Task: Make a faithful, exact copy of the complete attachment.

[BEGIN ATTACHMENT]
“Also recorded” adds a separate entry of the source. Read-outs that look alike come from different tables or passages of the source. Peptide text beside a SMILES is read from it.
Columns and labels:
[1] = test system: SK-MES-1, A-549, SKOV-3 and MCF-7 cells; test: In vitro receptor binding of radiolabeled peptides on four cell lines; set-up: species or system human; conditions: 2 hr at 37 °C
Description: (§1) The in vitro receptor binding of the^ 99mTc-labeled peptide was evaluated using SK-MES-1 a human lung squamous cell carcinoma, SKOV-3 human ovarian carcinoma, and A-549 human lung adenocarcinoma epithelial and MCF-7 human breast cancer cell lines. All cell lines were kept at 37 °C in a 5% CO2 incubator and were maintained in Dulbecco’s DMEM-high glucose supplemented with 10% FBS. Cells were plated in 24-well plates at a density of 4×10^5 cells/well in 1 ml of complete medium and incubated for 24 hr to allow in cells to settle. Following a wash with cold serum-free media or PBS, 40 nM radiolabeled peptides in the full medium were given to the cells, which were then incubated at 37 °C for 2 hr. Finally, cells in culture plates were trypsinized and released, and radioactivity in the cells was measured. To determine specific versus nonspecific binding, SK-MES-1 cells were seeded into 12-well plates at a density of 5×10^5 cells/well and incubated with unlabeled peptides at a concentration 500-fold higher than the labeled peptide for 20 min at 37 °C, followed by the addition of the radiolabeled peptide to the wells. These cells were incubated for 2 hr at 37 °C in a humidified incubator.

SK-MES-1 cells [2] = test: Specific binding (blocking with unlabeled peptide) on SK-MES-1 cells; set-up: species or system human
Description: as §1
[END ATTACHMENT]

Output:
“Also recorded” adds a separate entry of the source. Read-outs that look alike come from different tables or passages of the source. Peptide text beside a SMILES is read from it.
Columns and labels:
[1] = test system: SK-MES-1, A-549, SKOV-3 and MCF-7 cells; test: In vitro receptor binding of radiolabeled peptides on four cell lines; set-up: species or system human; conditions: 2 hr at 37 °C
Description: (§1) The in vitro receptor binding of the^ 99mTc-labeled peptide was evaluated using SK-MES-1 a human lung squamous cell carcinoma, SKOV-3 human ovarian carcinoma, and A-549 human lung adenocarcinoma epithelial and MCF-7 human breast cancer cell lines. All cell lines were kept at 37 °C in a 5% CO2 incubator and were maintained in Dulbecco’s DMEM-high glucose supplemented with 10% FBS. Cells were plated in 24-well plates at a density of 4×10^5 cells/well in 1 ml of complete medium and incubated for 24 hr to allow in cells to settle. Following a wash with cold serum-free media or PBS, 40 nM radiolabeled peptides in the full medium were given to the cells, which were then incubated at 37 °C for 2 hr. Finally, cells in culture plates were trypsinized and released, and radioactivity in the cells was measured. To determine specific versus nonspecific binding, SK-MES-1 cells were seeded into 12-well plates at a density of 5×10^5 cells/well and incubated with unlabeled peptides at a concentration 500-fold higher than the labeled peptide for 20 min at 37 °C, followed by the addition of the radiolabeled peptide to the wells. These cells were incubated for 2 hr at 37 °C in a humidified incubator.

SK-MES-1 cells [2] = test: Specific binding (blocking with unlabeled peptide) on SK-MES-1 cells; set-up: species or system human
Description: as §1